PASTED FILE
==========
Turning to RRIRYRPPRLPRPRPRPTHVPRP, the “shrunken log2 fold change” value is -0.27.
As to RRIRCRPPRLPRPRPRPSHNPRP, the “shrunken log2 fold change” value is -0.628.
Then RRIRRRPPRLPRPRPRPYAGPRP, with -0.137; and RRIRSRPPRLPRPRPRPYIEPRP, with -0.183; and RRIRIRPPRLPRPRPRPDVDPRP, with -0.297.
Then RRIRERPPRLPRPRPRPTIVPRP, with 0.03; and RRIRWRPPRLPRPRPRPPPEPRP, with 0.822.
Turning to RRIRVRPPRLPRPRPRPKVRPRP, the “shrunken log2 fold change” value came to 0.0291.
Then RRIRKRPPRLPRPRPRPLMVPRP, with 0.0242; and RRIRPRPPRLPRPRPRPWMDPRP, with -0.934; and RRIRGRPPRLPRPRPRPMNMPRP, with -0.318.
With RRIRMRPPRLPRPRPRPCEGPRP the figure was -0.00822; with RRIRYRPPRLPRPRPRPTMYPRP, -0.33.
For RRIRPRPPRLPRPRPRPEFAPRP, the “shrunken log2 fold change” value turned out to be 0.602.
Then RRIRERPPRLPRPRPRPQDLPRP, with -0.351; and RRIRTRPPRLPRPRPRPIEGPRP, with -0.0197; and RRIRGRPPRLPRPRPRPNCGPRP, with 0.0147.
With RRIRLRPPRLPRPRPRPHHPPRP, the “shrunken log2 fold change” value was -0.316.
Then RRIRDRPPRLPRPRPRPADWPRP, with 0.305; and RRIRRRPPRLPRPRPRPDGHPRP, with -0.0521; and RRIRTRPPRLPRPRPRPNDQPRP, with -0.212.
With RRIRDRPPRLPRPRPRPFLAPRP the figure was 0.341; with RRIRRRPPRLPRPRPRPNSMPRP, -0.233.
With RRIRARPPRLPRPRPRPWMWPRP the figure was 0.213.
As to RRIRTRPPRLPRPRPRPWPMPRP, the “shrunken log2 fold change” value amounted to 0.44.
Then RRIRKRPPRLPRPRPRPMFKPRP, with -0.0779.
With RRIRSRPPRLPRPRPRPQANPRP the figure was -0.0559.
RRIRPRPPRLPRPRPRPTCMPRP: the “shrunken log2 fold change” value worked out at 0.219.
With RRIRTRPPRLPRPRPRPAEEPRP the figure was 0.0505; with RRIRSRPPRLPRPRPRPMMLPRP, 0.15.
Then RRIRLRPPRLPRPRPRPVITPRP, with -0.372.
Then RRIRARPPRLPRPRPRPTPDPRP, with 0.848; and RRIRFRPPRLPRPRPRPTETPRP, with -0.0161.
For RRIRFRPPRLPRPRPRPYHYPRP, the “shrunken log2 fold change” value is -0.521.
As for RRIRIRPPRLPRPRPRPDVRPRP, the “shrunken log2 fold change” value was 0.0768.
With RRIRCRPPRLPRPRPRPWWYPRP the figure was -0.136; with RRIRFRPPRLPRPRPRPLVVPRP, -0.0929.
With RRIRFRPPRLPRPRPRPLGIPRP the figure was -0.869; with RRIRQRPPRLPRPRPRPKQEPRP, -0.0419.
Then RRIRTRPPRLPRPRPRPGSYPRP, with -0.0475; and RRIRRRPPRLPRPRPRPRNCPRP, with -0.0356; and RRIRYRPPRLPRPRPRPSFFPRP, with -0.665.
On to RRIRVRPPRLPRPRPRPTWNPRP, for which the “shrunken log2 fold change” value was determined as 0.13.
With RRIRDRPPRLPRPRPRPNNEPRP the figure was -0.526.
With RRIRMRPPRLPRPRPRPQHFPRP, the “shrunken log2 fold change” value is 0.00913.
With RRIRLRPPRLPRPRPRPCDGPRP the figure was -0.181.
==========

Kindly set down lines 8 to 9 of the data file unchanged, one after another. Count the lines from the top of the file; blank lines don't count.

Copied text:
For RRIRPRPPRLPRPRPRPEFAPRP, the “shrunken log2 fold change” value turned out to be 0.602.
Then RRIRERPPRLPRPRPRPQDLPRP, with -0.351; and RRIRTRPPRLPRPRPRPIEGPRP, with -0.0197; and RRIRGRPPRLPRPRPRPNCGPRP, with 0.0147.